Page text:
This book has not aged well.

I read it when it first came out, somewhere around 2000, and I remember loving its high-energy sentences and how Eggers shared his emotions about losing both his parents to cancer and taking guardianship of his youngest brother, Toph (short for Christopher). I was in my 20s back then, and I could relate to the author's angst about life, his career, his relationships, blah blah blah.

Fourteen years later, I picked it up again as a book club assignment. My reaction this
Jun 06, 2011 rated it liked it
About a boy who loses both parents & must then become a parent to his own sibling...

Sure, many elements must converge to make a wee autobiography one outstanding read. Here's the jist: Eggers is an almost-household name writer who abuses his witty (ha-ha-ha) title and confounds the reader with an (incredibly dragged-out) insistence upon his own life story. Bookmarked by the dual tragedy of losing parents to cancer (within weeks of one another) are a bunch of vanilla events making up the bulk of
Eric C
Aug 08, 2007 rated it did not like it
I was sick of Eggers'
self-absorbed schtick after three pages of the preface. But, the cover read
"pulitzer prize finalist" (among other superlatives), so I forged on. I'd made
it to page 33 of the actual text (without laughing once) when I noticed Eggers'
picture on the back cover. He reminded me of some people I'd met when I was
working at a startup company during the early internet boom. They were so full
of themselves with their free-wheeling style, their stock options, and their
flat-front banana-
Matthew Quann
Feb 21, 2016 rated it really liked it
For the first half of this Dave Eggers book--which everyone has been telling me to read since the dawn of time-- I was absolutely in love with Eggers' writing. Eggers' unique voice coupled with his heartbreaking, raw, and personal familial tragedy made for a story that was both poignant and interesting to read. I really enjoyed his asides, and found myself smiling when a conversation between Eggers and his younger brother evolved into a metatextual examination of Eggers' entire venture.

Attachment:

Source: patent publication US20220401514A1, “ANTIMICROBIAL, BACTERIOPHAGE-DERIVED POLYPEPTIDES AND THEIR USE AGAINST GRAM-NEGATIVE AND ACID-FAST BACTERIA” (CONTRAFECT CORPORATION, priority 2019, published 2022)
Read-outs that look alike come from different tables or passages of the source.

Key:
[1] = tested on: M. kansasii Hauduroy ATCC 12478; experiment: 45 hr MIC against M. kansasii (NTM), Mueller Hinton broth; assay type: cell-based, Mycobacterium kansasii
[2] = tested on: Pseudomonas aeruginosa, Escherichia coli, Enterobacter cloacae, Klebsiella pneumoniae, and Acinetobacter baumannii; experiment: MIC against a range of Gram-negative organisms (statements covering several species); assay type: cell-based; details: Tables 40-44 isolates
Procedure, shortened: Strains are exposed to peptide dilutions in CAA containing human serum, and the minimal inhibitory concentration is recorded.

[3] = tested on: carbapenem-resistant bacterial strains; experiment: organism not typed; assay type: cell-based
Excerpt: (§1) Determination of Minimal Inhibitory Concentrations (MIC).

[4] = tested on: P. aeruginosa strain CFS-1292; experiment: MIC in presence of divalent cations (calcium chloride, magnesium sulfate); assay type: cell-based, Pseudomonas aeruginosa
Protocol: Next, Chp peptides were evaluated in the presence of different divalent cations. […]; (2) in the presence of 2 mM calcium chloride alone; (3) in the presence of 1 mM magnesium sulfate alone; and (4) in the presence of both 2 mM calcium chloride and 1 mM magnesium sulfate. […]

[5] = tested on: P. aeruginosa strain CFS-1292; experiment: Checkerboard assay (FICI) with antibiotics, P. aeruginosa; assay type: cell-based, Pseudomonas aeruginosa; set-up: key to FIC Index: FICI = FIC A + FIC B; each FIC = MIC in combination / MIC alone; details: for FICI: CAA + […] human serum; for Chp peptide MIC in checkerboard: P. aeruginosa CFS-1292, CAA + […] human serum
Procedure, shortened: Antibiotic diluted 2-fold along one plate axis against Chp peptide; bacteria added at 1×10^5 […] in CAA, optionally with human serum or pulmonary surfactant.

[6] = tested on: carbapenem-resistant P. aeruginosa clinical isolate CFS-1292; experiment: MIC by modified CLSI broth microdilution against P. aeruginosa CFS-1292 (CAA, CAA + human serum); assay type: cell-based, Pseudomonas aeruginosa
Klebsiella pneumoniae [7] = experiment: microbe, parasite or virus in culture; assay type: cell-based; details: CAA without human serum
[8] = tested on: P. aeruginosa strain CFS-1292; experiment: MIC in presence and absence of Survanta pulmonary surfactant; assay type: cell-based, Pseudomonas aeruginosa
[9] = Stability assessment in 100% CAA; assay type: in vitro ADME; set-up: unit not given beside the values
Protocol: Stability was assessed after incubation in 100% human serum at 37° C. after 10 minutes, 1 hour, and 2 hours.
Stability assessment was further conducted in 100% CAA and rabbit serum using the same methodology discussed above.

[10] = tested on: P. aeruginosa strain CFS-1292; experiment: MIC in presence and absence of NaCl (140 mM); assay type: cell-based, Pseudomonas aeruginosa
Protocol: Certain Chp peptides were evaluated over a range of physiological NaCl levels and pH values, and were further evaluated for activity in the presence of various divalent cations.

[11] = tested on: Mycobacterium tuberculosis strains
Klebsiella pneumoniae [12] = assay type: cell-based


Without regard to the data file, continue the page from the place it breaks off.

But then
Joe Valdez
Jul 31, 2016 rated it did not like it  ·  review of another edition
Shelves: abandoned, memoirs
A Heartbreaking Work Of Staggering Genius, the 2000 memoir by Dave Eggers, was recommended to me by a college student I've gotten to know at McClain's Coffeehouse. I spend my weekends there writing and wasting time on social media while this guy is studying French or wasting time playing poker. We use each other as a sounding board when we're writing. We both love to read; he can't believe I've never read William Faulkner or Philip Roth. I can't believe he's never read Elmore Leonard or Stephen ...more
MJ Nicholls
It's taken me two years to get around to reading this much-hyped modern classic. In that time, I have put up four shelves, had intercourse over twenty times, eaten nine scones, and met one Scottish celeb. His name will not be published here, as he was rude about my purple-brown shirt. Fool.

Dave Eggers is preoccupied with heart-rending human dramas of Promethean magnitude, as his follow-up books What is the What and Zeitoun attest: he is that long arterial cord thingie linking the heart with the
Feb 04, 2008 rated it it was amazing
Recommends it for: anyone
Recommended to Meredith by: Olga
This review has been hidden because it contains spoilers. To view it, click here.
Jul 31, 2007 rated it really liked it
Plenty of clever people have written about A.H.W.O.S.G., but Eggers himself may have done it best with the preface, acknowledgements, and even the title of his book. It all portends a memoir that is sad, funny, smart, and honest. He shrewdly pre-empts criticism about his self-obsession by professing to be self-conscious about it – a kind of meta-awareness that’s somehow more appealing. It’s clear before the book begins that he’s got that Gen X hipster axe to wield for sarcastic, irreverent purpo ...more
Apr 20, 2007 rated it it was amazing
Shelves: memoirs, own, lulz, favorites
The book isn't simple- it's complex, and powerful, beautiful, hilarious, and above all: is feels utterly sincere.

Obviously the title is hyperbolic.. but it's not completely ironic/innacurate either..